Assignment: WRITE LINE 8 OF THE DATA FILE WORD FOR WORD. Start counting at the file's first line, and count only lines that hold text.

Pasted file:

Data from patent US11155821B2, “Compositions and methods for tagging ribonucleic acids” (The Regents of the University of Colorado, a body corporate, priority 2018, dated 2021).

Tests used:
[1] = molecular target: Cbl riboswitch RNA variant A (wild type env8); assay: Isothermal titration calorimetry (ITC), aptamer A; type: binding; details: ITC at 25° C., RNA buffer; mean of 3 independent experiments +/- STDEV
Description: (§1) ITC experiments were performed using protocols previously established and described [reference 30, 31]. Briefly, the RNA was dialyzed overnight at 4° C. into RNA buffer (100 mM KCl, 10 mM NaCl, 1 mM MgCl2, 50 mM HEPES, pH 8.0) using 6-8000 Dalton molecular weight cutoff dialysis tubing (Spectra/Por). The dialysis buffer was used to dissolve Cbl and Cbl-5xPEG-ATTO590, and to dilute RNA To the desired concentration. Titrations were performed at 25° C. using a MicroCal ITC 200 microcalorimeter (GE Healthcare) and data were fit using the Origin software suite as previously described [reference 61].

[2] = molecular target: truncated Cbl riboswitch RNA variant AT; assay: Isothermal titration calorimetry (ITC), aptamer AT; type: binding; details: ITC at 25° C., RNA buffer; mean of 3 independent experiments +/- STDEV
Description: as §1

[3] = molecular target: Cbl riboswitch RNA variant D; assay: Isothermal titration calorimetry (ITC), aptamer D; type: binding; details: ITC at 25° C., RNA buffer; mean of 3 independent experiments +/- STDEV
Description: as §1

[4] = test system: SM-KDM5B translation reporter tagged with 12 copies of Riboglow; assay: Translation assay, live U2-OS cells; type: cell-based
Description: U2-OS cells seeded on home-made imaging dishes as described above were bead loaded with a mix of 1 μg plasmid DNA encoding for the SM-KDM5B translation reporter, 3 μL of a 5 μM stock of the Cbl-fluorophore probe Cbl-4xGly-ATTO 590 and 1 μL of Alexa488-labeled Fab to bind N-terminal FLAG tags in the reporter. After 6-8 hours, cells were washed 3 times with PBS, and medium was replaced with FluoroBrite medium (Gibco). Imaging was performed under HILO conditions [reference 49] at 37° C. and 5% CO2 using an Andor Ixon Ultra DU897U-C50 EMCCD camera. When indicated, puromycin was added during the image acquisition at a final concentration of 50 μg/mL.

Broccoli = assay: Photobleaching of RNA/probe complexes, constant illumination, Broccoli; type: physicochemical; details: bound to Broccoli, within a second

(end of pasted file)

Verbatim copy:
Description: as §1